The US exports inflation by monetizing its debt.

Without monetizing this debt, US rates would be much higher and would yield much more to its holders, and the first in line, China. Instead, the holders of this debt are paid in a currency that is depreciating precisely because of inflation.

The Fed's commitment to stop this monetization is also a response to the concerns of holders of US debt. Paradoxically, it is the promise to stop this policy that is driving up rates and further depreciating the oldest bonds held by these same creditors. Inflation is the trigger for bond risk awareness!

Stopping the quantitative easing program poses other risks: a surge in interest rates threatens the very sectors of the economy that depend on keeping interest rates low.

The first victim of this prospect of higher rates is the growth stock sector, whose business model is tied to an environment of rates close to zero.

Investors have withdrawn massively from this sector in recent weeks.

As an illustration of this challenge to a sector that was still very recently popular, AMC's share price has been divided by three since the summer:



The perception of a change in monetary policy is narrowing the long/short spread. Some observers deduce that a recession is imminent. Personally, I tend to look less at the yield curve in a market that is now heavily impacted by central bank interventions. The current situation is not comparable to that of 2008. There is much more liquidity in the system and the banking sector, especially in the US, is far from being in a stressful situation comparable to that period... we will come back to this in next week's article. The yield curve used to be a good indicator to anticipate a slowdown in demand, but now that market is blurred by direct action by central banks and this indicator has become much less readable.



U.S. consumption continues to be strong, pushing the U.S. deficit to record levels. This is particularly evident in the trade in goods numbers:



The United States consumes and imports, driven by an artificial stimulation of demand. The production chain is jammed at the ports, especially because of this crucial problem: what to do with the containers that pile up at American ports and cannot leave empty? The United States imports too much because demand is stimulated, and in exchange they export inflation precisely because of this fiscal and monetary policy that favors demand!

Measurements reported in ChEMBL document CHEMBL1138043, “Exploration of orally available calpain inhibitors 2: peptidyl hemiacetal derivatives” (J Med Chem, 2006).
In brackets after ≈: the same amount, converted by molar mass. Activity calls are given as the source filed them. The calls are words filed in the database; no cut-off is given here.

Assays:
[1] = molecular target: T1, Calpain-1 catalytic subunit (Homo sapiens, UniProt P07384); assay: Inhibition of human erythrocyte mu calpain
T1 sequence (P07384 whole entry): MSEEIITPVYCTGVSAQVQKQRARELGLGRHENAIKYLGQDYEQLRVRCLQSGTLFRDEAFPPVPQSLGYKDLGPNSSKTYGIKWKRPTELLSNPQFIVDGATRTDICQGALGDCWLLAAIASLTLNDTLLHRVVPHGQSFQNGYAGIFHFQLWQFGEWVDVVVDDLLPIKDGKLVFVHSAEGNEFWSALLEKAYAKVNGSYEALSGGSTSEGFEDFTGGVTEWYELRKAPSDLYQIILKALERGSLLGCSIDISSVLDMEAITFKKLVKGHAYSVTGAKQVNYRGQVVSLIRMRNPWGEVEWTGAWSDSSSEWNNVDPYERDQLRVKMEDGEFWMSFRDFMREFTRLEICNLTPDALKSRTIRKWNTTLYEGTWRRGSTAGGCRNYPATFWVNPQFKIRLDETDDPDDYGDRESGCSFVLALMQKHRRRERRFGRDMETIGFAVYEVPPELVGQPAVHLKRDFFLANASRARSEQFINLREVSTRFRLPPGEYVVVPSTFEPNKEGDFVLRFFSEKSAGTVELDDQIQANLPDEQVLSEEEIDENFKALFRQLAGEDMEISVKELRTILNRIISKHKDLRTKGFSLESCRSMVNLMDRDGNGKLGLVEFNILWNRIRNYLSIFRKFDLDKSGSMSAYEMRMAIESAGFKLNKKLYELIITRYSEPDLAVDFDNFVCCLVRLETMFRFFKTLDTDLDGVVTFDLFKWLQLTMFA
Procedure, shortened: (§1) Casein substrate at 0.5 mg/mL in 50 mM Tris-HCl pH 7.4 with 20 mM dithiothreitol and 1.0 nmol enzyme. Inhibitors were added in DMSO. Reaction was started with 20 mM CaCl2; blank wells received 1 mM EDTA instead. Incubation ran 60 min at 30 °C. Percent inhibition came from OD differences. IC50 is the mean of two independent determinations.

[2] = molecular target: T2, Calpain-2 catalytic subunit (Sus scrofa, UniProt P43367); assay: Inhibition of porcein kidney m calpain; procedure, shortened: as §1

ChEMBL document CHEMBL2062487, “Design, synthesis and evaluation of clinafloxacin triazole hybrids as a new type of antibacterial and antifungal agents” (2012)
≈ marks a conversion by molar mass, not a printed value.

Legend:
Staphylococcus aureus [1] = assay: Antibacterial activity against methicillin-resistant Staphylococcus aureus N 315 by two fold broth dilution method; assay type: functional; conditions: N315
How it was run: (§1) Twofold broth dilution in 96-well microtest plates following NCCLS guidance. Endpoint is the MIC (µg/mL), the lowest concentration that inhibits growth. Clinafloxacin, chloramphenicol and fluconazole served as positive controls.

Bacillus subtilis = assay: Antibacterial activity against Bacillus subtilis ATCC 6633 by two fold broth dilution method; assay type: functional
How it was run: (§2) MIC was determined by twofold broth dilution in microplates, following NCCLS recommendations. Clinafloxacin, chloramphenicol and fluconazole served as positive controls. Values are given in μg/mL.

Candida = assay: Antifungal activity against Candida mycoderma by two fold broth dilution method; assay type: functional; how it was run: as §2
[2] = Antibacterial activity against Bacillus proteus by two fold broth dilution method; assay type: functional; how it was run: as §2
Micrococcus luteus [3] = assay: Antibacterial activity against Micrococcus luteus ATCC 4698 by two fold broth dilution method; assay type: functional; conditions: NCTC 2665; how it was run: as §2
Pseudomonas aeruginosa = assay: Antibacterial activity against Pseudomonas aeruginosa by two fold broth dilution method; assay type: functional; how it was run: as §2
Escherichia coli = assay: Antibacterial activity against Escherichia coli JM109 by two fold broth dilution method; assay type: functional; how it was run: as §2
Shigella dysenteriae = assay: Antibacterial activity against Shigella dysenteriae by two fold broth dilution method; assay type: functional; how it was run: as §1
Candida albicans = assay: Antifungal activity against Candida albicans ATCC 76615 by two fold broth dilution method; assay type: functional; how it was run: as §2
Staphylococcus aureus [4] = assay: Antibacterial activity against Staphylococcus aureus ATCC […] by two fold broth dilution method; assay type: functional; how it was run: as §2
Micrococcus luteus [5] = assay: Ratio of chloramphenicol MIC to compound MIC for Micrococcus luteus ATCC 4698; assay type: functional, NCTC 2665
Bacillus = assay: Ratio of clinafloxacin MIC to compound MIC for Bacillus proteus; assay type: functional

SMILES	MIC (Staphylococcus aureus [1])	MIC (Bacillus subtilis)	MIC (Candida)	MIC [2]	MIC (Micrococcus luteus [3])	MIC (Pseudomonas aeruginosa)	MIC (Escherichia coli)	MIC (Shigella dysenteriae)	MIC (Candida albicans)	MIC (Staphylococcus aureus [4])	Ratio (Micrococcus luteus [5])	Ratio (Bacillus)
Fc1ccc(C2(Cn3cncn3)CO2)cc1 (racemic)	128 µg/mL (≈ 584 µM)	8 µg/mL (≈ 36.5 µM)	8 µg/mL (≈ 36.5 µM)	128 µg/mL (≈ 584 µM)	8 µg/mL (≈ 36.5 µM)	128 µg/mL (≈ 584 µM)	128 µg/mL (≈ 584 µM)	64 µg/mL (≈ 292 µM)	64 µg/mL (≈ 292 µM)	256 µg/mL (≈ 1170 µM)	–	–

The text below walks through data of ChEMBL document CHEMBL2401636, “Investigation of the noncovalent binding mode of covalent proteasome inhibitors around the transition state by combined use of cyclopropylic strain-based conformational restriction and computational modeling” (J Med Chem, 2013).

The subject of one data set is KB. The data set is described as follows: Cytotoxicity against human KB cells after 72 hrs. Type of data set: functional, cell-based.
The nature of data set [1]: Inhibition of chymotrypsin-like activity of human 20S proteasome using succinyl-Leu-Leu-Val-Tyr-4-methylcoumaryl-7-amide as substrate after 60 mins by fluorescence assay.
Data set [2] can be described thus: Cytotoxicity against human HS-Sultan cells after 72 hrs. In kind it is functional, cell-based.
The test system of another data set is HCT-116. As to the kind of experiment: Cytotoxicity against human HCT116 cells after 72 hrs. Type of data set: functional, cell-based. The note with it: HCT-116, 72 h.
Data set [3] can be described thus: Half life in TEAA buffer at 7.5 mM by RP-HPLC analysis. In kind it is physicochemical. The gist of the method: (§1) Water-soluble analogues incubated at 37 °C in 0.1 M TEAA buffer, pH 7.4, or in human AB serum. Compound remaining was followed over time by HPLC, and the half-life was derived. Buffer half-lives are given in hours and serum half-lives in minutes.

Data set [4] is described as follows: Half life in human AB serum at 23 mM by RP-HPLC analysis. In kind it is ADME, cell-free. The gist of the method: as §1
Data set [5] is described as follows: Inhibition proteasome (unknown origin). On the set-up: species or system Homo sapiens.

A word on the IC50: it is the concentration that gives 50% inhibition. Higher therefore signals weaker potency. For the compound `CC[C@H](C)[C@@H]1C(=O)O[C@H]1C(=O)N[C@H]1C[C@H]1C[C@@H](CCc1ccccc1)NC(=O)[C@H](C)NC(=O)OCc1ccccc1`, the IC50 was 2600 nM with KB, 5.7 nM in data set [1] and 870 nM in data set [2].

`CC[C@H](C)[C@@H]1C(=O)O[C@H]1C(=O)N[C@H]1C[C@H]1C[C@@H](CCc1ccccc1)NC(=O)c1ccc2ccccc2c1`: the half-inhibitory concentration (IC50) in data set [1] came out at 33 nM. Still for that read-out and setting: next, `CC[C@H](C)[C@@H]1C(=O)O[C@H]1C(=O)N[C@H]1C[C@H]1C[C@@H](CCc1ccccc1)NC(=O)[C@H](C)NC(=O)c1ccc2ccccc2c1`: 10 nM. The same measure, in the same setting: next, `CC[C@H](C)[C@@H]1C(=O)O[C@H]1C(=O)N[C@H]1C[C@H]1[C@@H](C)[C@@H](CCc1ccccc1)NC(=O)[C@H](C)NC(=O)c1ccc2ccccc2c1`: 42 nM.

The market volatility caused by these doubts about the future of interest rates is now reaching the real estate sector, which in turn is suddenly considered at risk.

The "stone", once considered a tangible refuge, has become a derivative of the bond market and is therefore strongly linked to the volatility of this market. And any threat of rising interest rates has a direct impact on demand. December sales figures in the U.S. are in free fall, and the SPDR index of U.S. homebuilders is correcting sharply with a marked downward divergence in weekly:



Stopping the quantitative easing program today will only accelerate the housing correction.

And if the Fed speeds up the rate hike, market volatility could spill over into a slowdown in economic activity.

But conversely, as we have just seen, if the rate hike that has been decided on turns into a bluff, inflation is likely to get out of control and that will have even more damaging consequences. Continued inflation leads to a demand for higher wages (which has already started) and forces governments to increase their spending to avoid impoverishing public servants, which increases the use of the printing press and makes price increases even worse. It is urgent to break this inflationary spiral to avoid much more serious societal problems! Central bankers know this mathematical sequence perfectly well.

This stalemate in which the Fed has settled benefits gold.